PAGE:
Andre Trindade: Is the Fluminense star ready to replace Fabinho?

After five years, Liverpool are moving on.

Fabinho is heading off to pastures new after a £40m bid from Al-Ittihad was accepted as Jurgen Klopp’s side flew off to Germany for their first pre-season stop.

The Brazilian has been a constant at the base of Liverpool’s midfield since he arrived from Monaco in 2018. Yet last season was one of decline for Fabinho, and a lucrative bid from Saudi Arabia was just too good an offer to turn down for the club. While getting what is an inflated price due to the Saudi Pro League’s aggressive approach to getting talent this summer is all well and good, losing El Flaco (as he’s affectionately known) leaves a huge gap as the anchor of the Liverpool midfield.

READ MORE: Fabinho — The rise and decline of Liverpool's quiet superstar

The club are now in a precarious position, without a natural ‘defensive midfielder’ in the squad (Stefan Bajčetić is 18 and is probably more of an eight than a six currently) with just under a month to go before the start of the Premier League season. There has been a lot of names linked since the news of Fabinho’s departure – most notably Southampton’s Roméo Lavia.

One interesting name that has been linked is Fluminense’s André Trindade da Costa Neto – simply known as André.

South America is a market that has increasingly been used by Premier League clubs in recent years. Julián Álvarez moved from River Plate to Manchester City, Danilo from Palmeiras to Nottingham Forest and even Liverpool’s own Alexis Mac Allister from Argentinos Juniors (via a loan spell at Boca Juniors) to Brighton in recent years. It is – however – not a market that Liverpool regularly utilise. The last player signed from the continent for the first team was Sebastián Coates from Uruguayan side Nacional in 2011.

André is a (recently turned) 22-year-old hailing from Bahia, in the North-West of Brazil. He’s spent his entire professional career at Rio de Janeiro based giants Fluminense – the city’s oldest football club. He’s been strongly linked with a move to Fulham this summer, as backup to another rumoured Liverpool target in João Palhinha. However, there have been links to Anfield, and many that watch him believe he’s a good outside-the-box option.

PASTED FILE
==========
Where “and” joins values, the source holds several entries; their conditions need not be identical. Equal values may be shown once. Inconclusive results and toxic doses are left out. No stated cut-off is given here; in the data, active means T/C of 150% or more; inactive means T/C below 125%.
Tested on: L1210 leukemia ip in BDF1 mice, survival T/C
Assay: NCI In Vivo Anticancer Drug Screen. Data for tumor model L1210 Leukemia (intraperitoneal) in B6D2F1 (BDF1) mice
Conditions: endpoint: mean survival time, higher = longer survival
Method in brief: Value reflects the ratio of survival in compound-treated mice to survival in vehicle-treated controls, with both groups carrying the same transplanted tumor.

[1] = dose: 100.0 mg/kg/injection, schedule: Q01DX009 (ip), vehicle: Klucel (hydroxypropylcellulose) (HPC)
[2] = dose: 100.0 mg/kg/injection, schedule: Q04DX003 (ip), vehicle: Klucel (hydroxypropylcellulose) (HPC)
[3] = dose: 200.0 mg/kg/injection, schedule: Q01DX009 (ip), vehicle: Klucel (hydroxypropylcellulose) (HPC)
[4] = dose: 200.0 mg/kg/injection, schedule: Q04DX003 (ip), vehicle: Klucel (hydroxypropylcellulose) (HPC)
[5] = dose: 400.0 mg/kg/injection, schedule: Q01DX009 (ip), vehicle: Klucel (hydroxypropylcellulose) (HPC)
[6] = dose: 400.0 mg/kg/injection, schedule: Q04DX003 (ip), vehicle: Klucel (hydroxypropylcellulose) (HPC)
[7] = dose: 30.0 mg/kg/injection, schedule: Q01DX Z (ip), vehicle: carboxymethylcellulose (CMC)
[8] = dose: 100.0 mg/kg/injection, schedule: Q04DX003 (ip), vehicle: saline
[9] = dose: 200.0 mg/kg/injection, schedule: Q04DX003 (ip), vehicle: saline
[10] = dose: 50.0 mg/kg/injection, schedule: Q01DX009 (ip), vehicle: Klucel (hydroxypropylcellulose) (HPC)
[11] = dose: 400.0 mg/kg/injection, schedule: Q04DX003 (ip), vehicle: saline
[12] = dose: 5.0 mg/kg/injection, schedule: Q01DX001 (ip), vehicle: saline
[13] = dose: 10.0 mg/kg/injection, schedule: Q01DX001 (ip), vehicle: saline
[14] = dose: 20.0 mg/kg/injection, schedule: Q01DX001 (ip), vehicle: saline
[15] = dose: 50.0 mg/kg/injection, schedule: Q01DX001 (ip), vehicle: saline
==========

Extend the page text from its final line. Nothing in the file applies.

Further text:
I’ve looked at why he might be:

Positioning and Level of Competition

First off, let’s look at the level of competition he is playing in. According to ESPN’s Soccer Power Index, the Brasileiro is the seventh best league in world football, ranking just behind the Eredivisie but ahead of the Portuguese league.

This isn’t a perfect science, and it can differ from source to source. For example, if we use Opta’s Power Rankings – which looks at clubs rather than leagues – then we can see Fluminense rank 191, slightly ahead of teams such as newly promoted Sheffield United. What we can say for certain though, is that André has played at the highest level of football in South America, as Fluminense currently sit fifth in the league and have progressed to the knockouts of the Copa Libertadores (South America’s Champions League equivalent). He also made his debut for Brazil in March of this year, coming off the bench in a defeat against Senegal – and considering how talented a pool Ramon Menezes had at his disposal, that is quite a compliment.

Positionally the Brazilian is something of an intriguing case, due to the coach he plays for – Fernando Diniz. He’s a manager that likes to play what has been described as "positionless" football, creating a fluid environment that requires his players to be comfortable in numerous areas of the pitch. With that being said, André is often based on the left-hand side of a double pivot in a 4-2-3-1, at the base of midfield. Throughout his career he has predominantly played as a defensive midfielder, with 98 appearances in the position. He can play further up as an eight, and even started the recent derby with Flamengo on the right-hand side of a midfield five. André is different to the mould of Fabinho though, in the sense that while Fabinho tends to anchor, the twenty-year-old covers an awful lot of ground. Here is his heat-map for the current league season (via SofaScore):